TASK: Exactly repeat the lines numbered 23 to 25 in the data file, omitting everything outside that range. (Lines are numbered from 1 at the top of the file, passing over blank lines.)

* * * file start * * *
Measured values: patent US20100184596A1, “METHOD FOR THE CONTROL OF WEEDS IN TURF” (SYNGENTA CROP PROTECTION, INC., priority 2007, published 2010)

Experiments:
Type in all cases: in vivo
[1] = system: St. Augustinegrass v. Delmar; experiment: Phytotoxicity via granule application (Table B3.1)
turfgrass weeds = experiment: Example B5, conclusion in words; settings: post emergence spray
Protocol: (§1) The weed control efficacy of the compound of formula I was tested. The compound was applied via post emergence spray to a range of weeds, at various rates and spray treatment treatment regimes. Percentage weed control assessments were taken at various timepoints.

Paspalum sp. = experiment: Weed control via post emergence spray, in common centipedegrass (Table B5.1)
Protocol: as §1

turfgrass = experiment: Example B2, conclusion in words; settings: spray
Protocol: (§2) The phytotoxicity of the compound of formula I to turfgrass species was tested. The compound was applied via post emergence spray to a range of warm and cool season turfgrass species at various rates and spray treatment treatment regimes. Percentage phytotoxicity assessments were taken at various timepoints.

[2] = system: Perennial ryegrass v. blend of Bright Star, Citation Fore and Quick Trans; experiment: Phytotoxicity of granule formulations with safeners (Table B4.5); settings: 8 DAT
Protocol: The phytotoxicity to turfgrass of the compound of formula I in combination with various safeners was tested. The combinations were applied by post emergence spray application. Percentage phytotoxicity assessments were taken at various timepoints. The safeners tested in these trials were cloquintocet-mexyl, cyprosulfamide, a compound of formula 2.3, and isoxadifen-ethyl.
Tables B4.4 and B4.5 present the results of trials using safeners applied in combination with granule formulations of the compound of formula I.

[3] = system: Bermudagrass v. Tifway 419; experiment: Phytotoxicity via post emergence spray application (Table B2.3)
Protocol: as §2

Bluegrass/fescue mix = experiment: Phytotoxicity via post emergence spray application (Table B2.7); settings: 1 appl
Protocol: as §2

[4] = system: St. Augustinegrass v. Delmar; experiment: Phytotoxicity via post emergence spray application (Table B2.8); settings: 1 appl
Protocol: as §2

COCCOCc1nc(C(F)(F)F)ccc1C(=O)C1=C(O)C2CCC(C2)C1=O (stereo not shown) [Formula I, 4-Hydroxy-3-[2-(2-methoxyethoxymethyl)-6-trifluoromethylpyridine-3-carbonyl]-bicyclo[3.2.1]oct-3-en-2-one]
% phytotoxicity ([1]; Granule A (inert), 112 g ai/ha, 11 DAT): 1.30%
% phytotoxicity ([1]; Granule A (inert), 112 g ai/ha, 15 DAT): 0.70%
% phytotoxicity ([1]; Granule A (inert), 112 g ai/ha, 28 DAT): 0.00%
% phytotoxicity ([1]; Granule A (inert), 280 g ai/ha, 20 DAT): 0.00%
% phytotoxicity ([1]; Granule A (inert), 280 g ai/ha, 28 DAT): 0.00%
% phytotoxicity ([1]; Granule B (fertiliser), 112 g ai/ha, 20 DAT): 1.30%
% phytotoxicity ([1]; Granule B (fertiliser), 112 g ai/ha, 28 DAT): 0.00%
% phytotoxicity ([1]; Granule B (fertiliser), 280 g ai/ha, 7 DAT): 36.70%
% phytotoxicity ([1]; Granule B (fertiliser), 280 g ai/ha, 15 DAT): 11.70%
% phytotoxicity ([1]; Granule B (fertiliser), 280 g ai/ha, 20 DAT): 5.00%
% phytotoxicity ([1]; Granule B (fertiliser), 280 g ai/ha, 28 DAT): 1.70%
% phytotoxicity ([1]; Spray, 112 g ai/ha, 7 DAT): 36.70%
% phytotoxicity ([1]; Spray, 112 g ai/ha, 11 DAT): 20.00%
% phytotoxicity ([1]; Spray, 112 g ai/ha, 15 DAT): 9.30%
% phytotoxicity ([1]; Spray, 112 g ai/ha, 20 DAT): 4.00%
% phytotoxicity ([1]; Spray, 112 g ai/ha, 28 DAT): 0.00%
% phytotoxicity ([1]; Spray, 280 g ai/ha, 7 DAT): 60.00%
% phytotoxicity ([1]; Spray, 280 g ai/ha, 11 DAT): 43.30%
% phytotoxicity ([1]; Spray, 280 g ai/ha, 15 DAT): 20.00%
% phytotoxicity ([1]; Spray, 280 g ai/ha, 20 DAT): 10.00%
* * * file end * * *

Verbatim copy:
% phytotoxicity ([1]; Granule A (inert), 112 g ai/ha, 28 DAT): 0.00%
% phytotoxicity ([1]; Granule A (inert), 280 g ai/ha, 20 DAT): 0.00%
% phytotoxicity ([1]; Granule A (inert), 280 g ai/ha, 28 DAT): 0.00%